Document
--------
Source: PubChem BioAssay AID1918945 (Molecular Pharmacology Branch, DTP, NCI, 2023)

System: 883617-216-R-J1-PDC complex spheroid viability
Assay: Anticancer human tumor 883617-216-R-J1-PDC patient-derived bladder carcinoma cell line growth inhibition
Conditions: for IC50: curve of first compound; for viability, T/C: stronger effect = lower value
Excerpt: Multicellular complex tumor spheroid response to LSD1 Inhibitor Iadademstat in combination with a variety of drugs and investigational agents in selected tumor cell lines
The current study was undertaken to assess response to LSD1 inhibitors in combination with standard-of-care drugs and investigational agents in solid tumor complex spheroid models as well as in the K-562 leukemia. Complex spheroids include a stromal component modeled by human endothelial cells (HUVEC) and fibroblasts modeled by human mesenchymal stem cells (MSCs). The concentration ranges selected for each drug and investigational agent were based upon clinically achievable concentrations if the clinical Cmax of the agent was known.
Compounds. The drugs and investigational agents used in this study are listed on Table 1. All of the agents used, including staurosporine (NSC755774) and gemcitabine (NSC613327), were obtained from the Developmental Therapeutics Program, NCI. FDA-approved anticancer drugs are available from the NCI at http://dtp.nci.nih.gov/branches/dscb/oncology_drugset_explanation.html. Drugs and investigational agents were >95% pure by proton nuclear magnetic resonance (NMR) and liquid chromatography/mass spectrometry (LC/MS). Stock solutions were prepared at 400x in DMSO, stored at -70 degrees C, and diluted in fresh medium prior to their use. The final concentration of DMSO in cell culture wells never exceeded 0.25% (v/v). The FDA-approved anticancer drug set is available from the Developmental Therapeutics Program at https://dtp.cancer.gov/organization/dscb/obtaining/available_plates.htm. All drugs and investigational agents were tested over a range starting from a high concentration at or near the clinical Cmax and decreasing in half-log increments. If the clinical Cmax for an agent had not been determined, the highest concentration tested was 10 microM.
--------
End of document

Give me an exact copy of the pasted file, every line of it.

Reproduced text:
Source: PubChem BioAssay AID1918945 (Molecular Pharmacology Branch, DTP, NCI, 2023)

System: 883617-216-R-J1-PDC complex spheroid viability
Assay: Anticancer human tumor 883617-216-R-J1-PDC patient-derived bladder carcinoma cell line growth inhibition
Conditions: for IC50: curve of first compound; for viability, T/C: stronger effect = lower value
Excerpt: Multicellular complex tumor spheroid response to LSD1 Inhibitor Iadademstat in combination with a variety of drugs and investigational agents in selected tumor cell lines
The current study was undertaken to assess response to LSD1 inhibitors in combination with standard-of-care drugs and investigational agents in solid tumor complex spheroid models as well as in the K-562 leukemia. Complex spheroids include a stromal component modeled by human endothelial cells (HUVEC) and fibroblasts modeled by human mesenchymal stem cells (MSCs). The concentration ranges selected for each drug and investigational agent were based upon clinically achievable concentrations if the clinical Cmax of the agent was known.
Compounds. The drugs and investigational agents used in this study are listed on Table 1. All of the agents used, including staurosporine (NSC755774) and gemcitabine (NSC613327), were obtained from the Developmental Therapeutics Program, NCI. FDA-approved anticancer drugs are available from the NCI at http://dtp.nci.nih.gov/branches/dscb/oncology_drugset_explanation.html. Drugs and investigational agents were >95% pure by proton nuclear magnetic resonance (NMR) and liquid chromatography/mass spectrometry (LC/MS). Stock solutions were prepared at 400x in DMSO, stored at -70 degrees C, and diluted in fresh medium prior to their use. The final concentration of DMSO in cell culture wells never exceeded 0.25% (v/v). The FDA-approved anticancer drug set is available from the Developmental Therapeutics Program at https://dtp.cancer.gov/organization/dscb/obtaining/available_plates.htm. All drugs and investigational agents were tested over a range starting from a high concentration at or near the clinical Cmax and decreasing in half-log increments. If the clinical Cmax for an agent had not been determined, the highest concentration tested was 10 microM.